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New Yorkers fail to get SALT back on tax plan menu

U.S. President Donald Trump speaks to members of

U.S. President Donald Trump speaks to members of the media on the South Lawn of the White House in Washington, D.C., U.S., on Wednesday, Oct. 25, 2017. Credit: Bloomberg / Al Drago

Loss for the home team

President Donald Trump and Republicans on Capitol Hill are a step closer to winning passage of a sweeping tax overhaul plan. Which puts New Yorkers a step closer to losing the state and local tax deduction that helps many of them, especially homeowners, reduce their federal tax bills.

A budget blueprint moving the tax plan forward passed the House on a 216-to-212 vote Thursday. Joining Democrats to vote no were 20 Republicans, including Long Island’s Peter King and Lee Zeldin, along with others from high-taxed states.

Given the close vote, King held out hope that the GOP naysayers will be needed to pass the plan further down the road and a deal could result. “We can stop it if they believe they won’t get the 218 votes,” King told Newsday’s Tom Brune.

King said Ways and Means chairman Kevin Brady (R-Texas) promised to offer a compromise on SALT before unveiling the overall tax plan next week.

Trump officials so far have spoken in favor of eliminating SALT as unfair to states that keep their taxes low. Rep. Thomas Suozzi (D-Glen Cove) counters that New Yorkers “give a lot more money to the federal government than we get back.”

Answers to opioid addiction

Does Trump’s opioid “emergency” carry enough urgency?

Trump declared the plague of opioid addiction a public health emergency Thursday, which will expand access to medical services, but won’t bring any more federal dollars to fight addiction. That would require declaration of a “national emergency.”

What is included? A promise to waive regulations to expand access at certain treatment centers and give states more flexibility on how to use federal block grants. In a throwback to the “Just say no” 1980s, Trump said “really great advertising” would dissuade young people from using alcohol or drugs.

But don’t expect fast results: “It may take years and even decades.”

The president got personal (video here) on how he learned the lesson of the ravages of substance abuse from his big brother Fred’s alcoholism. He died in 1981 at the age of 43. See Yancey Roy’s story for Newsday.

Didn’t follow the money?

Hillary Clinton campaign chairman John Podesta and former Democratic National Committee chairwoman Debbie Wasserman Schultz both denied in private interviews with Senate investigators that they knew anything about payment arrangements for the Trump Russia dossier, CNN reported.

Following this week’s disclosure that the campaign and the DNC were among those that paid for the research, Senate intelligence committee investigators may bring them back for further questioning, the report said.

Podesta was accompanied in a September interview with the investigators by Marc Elias, his lawyer. Elias’ law firm hired Fusion GPS to conduct the opposition research on Trump.

Cause with the rebels

Trump renewed his show of sympathy with those who want to preserve Confederate statues and memorials in a tweet boosting Virginia’s Republican candidate for governor, Ed Gillespie, who has made that a campaign theme.

“Strong on crime, he might even save our great statues/heritage!” one of Trump’s tweets said.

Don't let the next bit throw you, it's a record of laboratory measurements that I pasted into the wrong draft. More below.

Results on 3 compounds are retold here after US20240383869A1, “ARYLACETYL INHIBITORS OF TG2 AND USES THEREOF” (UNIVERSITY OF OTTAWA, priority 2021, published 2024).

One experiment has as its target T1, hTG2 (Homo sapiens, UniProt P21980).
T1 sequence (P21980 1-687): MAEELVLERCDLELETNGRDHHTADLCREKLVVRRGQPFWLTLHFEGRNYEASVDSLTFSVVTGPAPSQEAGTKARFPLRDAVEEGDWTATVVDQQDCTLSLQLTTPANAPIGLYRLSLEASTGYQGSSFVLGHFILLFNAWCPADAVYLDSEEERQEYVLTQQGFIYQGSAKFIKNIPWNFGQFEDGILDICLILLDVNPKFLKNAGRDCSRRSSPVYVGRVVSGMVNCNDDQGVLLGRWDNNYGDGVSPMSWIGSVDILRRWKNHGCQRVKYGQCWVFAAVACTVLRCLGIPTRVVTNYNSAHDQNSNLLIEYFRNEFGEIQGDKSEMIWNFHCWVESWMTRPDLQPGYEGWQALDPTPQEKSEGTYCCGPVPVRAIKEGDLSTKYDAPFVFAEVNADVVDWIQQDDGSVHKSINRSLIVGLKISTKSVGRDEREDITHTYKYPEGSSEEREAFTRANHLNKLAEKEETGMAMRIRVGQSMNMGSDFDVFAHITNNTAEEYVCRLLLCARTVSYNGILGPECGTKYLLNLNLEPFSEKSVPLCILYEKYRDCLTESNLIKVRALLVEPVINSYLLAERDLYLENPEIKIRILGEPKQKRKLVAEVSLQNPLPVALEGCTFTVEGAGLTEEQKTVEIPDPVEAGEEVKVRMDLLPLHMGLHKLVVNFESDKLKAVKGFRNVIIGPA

A decision by officials in Charlottesville, Virginia, to remove a statue of Robert E. Lee led to white nationalist protest rallies and violent clashes that left a counter-protester dead.

Trump’s comment afterward that there were “very fine people” on both sides drew rebukes from Republicans and Democrats alike.

Xi whiz

Gushing gave way to babbling as Trump spoke in his Wednesday night interview on Fox Business Network about China’s President Xi Linping, who was granted new powers by the ruling Communist Party.

“People say we have the best relationship of any president-president, because he’s called president also,” Trump said. “Now, some people might call him the king of China. But he’s called president.”

What else is happening

  • After touting the planned release of long-secret records on the 1963 John F. Kennedy assassination, Trump yielded to CIA and FBI appeals to hold hundreds back, citing “potentially irreversible harm” to national security. The National Archives was moving forward to make public 2,800 others.
  • Asked if he was worried Trump won’t like parts of the House Republicans’ full tax plan when it is unveiled, Speaker Paul Ryan said, “Well, he’s going to be in Asia, number one.” He quickly added: “I’m just kidding, that was kind of a joke.” The plan is due Wednesday, two days before Trump departs.
  • Secretary of State Rex Tillerson closely inspected a statue in Geneva of two people curled up in an embrace and remarked: “Some days, I feel like I need to do that. Curl up in a ball.” Tillerson has had a rocky relationship with Trump.
  • While he was advising Trump’s campaign, former CIA director James Woolsey pitched a $10 million contract to two pro-government Turkish businessmen to help discredit a dissident cleric, Reuters reported. He lost out, but another Trump adviser, Mike Flynn, won a $600,000 deal with a similar aim.
  • The brother of Staff Sgt. Dustin Wright, one of four U.S. soldiers killed in an ambush in Niger Oct. 4, said he wants to know if the military may have made mistakes that ultimately led to his brother’s death. He added in a statement: “We do not blame the Army or the President; war is hell.”
  • The Senate Leadership Fund, allied with Majority Leader Mitch McConnell, is pushing back at former Trump aide Steve Bannon’s drive to oust incumbent GOP senators. Bannon himself is being targeted as an ally of white nationalists.

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